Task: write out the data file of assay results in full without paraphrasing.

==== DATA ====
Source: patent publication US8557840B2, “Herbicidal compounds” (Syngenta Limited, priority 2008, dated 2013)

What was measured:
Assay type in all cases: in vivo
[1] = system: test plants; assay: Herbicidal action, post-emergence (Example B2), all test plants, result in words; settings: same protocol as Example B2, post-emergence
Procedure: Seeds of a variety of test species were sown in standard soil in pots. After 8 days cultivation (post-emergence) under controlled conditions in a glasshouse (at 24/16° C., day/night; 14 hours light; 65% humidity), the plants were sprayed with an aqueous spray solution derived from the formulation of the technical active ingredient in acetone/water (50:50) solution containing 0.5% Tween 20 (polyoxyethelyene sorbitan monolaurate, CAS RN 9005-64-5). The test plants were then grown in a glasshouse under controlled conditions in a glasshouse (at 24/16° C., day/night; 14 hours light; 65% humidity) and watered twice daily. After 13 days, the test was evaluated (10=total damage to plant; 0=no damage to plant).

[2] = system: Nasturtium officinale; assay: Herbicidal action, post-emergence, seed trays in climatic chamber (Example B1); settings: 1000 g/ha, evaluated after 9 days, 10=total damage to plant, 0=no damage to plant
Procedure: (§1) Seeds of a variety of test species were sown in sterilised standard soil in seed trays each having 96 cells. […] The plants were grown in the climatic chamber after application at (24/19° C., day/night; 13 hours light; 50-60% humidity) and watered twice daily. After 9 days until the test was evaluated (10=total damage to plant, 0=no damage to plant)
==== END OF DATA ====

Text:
Source: patent publication US8557840B2, “Herbicidal compounds” (Syngenta Limited, priority 2008, dated 2013)

What was measured:
Assay type in all cases: in vivo
[1] = system: test plants; assay: Herbicidal action, post-emergence (Example B2), all test plants, result in words; settings: same protocol as Example B2, post-emergence
Procedure: Seeds of a variety of test species were sown in standard soil in pots. After 8 days cultivation (post-emergence) under controlled conditions in a glasshouse (at 24/16° C., day/night; 14 hours light; 65% humidity), the plants were sprayed with an aqueous spray solution derived from the formulation of the technical active ingredient in acetone/water (50:50) solution containing 0.5% Tween 20 (polyoxyethelyene sorbitan monolaurate, CAS RN 9005-64-5). The test plants were then grown in a glasshouse under controlled conditions in a glasshouse (at 24/16° C., day/night; 14 hours light; 65% humidity) and watered twice daily. After 13 days, the test was evaluated (10=total damage to plant; 0=no damage to plant).

[2] = system: Nasturtium officinale; assay: Herbicidal action, post-emergence, seed trays in climatic chamber (Example B1); settings: 1000 g/ha, evaluated after 9 days, 10=total damage to plant, 0=no damage to plant
Procedure: (§1) Seeds of a variety of test species were sown in sterilised standard soil in seed trays each having 96 cells. […] The plants were grown in the climatic chamber after application at (24/19° C., day/night; 13 hours light; 50-60% humidity) and watered twice daily. After 9 days until the test was evaluated (10=total damage to plant, 0=no damage to plant)